Do-It-Yourself Internet With Ad-Hoc Wi-Fi

Even if you’ve managed to find an Internet connection for yourself, it won’t be that helpful in reaching out to your fellow locals if they can’t get online to find you. If you’re trying to coordinate a group of people in your area and can’t rely on an Internet connection, cell phones, or SMS, your best bet could be a wireless mesh network of sorts–essentially, a distributed network of wireless networking devices that can all find each other and communicate with each other. Even if none of those devices have a working Internet connection, they can still find each other, which, if your network covers the city you’re in, might be all you need. At the moment, wireless mesh networking isn’t really anywhere close to market-ready, though we have seen an implementation of the 802.11s draft standard, which extends the 802.11 Wi-Fi standard to include wireless mesh networking, in the One Laptop Per Child (OLPC) XO laptop.

However, a prepared guerrilla networker with a handful of PCs could make good use of Daihinia ($25, 30-day free trial), an app that piggybacks on your Wi-Fi adapter driver to turn your normal ad-hoc Wi-Fi network into a multihop ad-hoc network (disclaimer: we haven’t tried this ourselves yet), meaning that instead of requiring each device on the network to be within range of the original access point, you simply need to be within range of a device on the network that has Daihinia installed, effectively allowing you to add a wireless mesh layer to your ad-hoc network.

Advanced freedom fighters can set up a portal Web page on their network that explains the way the setup works, with Daihinia instructions and a local download link so they can spread the network even further. Lastly, just add a Bonjour-compatible chat client like Pidgin or iChat, and you’ll be able to talk to your neighbors across the city without needing an Internet connection.

Back to Basics

Remember when you stashed your old modems in the closet because you thought you might need them some day? In the event of a total communications blackout–as we’re seeing in Egypt, for example–you’ll be glad you did. Older and simpler tools, like dial-up Internet or even ham radio, could still work, since these “abandoned” tech avenues aren’t being policed nearly as hard.

In order to get around the total shutdown of all of the ISPs within Egypt, several international ISPs are offering dial-up access to the Internet to get protesters online, since phone service is still operational. It’s slow, but it still works–the hard part is getting the access numbers without an Internet connection to find them.

Unfortunately, such dial-up numbers can also be fairly easily shut down by the Egyptian government, so you could also try returning to FidoNet–a distributed networking system for BBSes that was popular in the 1980s. FidoNet is limited to sending only simple text messages, and it’s slow, but it has two virtues: Users connect asynchronously, so the network traffic is harder to track, and any user can act as the server, which means that even if the government shuts down one number in the network, another one can quickly pop up to take its place.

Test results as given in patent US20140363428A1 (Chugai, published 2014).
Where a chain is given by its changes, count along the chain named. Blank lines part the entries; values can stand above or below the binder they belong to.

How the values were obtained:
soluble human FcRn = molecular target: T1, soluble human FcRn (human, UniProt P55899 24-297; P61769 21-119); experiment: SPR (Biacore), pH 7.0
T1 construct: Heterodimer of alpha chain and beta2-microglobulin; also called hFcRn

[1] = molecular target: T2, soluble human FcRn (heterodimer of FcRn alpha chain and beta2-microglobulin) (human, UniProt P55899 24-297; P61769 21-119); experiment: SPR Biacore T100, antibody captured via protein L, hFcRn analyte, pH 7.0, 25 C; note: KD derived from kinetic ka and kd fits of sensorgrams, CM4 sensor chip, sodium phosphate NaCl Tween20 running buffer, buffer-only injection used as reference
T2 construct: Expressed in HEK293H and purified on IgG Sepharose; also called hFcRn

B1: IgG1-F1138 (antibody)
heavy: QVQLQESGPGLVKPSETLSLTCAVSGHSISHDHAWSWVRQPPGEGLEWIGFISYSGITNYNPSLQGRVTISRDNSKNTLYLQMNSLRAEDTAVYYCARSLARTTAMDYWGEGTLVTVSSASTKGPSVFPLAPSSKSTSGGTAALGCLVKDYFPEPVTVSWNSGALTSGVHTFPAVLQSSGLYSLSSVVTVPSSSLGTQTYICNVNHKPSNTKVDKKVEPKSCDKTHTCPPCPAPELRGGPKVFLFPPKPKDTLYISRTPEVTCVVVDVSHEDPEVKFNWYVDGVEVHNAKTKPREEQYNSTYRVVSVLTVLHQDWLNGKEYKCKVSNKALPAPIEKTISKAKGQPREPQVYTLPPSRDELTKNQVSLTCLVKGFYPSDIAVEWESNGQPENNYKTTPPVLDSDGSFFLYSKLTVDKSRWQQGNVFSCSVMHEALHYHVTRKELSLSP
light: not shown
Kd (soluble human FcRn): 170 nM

You could also take inspiration from groups that are working to create an ad-hoc communications network into and out of Egypt using Ham Radio, since the signals are rarely tracked and extremely hard to shut down or block. Most of these efforts are still getting off the ground, but hackers are already cobbling together ways to make it a viable form of communication into and out of the country.

Always Be Prepared

In the land of no Internet connection, the man with dial-up is king. Here are a few gadgets that you could use to prepare for the day they cut the lines.

Given enough time and preparation, your ham radio networks could even be adapted into your own ad-hoc network using Packet Radio, a radio communications protocol that you can use to create simple long-distance wireless networks to transfer text and other messages between computers. Packet Radio is rather slow and not particularly popular (don’t try to stream any videos with this, now), but it’s exactly the kind of networking device that would fly under the radar.

In response to the crisis in Egypt, nerds everywhere have risen to call for new and exciting tools for use in the next government-mandated shutdown. Bre Pettis, founder of the hackerspace NYC Resistor and creator of the Makerbot 3D printer, has called for “Apps for the Appocalypse,” including a quick and easy way to set up chats on a local network so you can talk with your friends and neighbors in an emergency even without access to the Internet. If his comments are any indication, Appocalypse apps may be headed your way soon.

Tons of cool tech are also just waiting to be retrofitted for these purposes. David Dart’s Pirate Box is a one-step local network in a box originally conceived for file sharing and local P2P purposes, but it wouldn’t take much work to adapt the Pirate Box as a local networking tool able to communicate with other pirate boxes to form a compact, mobile set of local networks in the event of an Internet shutdown.

Whether you’re in Egypt or Eagle Rock, you rely on your Internet access to stay in touch with friends and family, get your news, and find information you need. (And read PCWorld, of course.) Hopefully with these apps, tools, and techniques, you won’t have to worry about anyone–even your government–keeping you from doing just that.

Patrick Miller hopes he isn’t first against the wall when the revolution comes. Find him on Twitter or Facebook–if you have a working Internet connection, anyway.

David Daw is an accidental expert in ad-hoc networks since his apartment gets no cell reception. Find him on Twitter or send him a ham radio signal.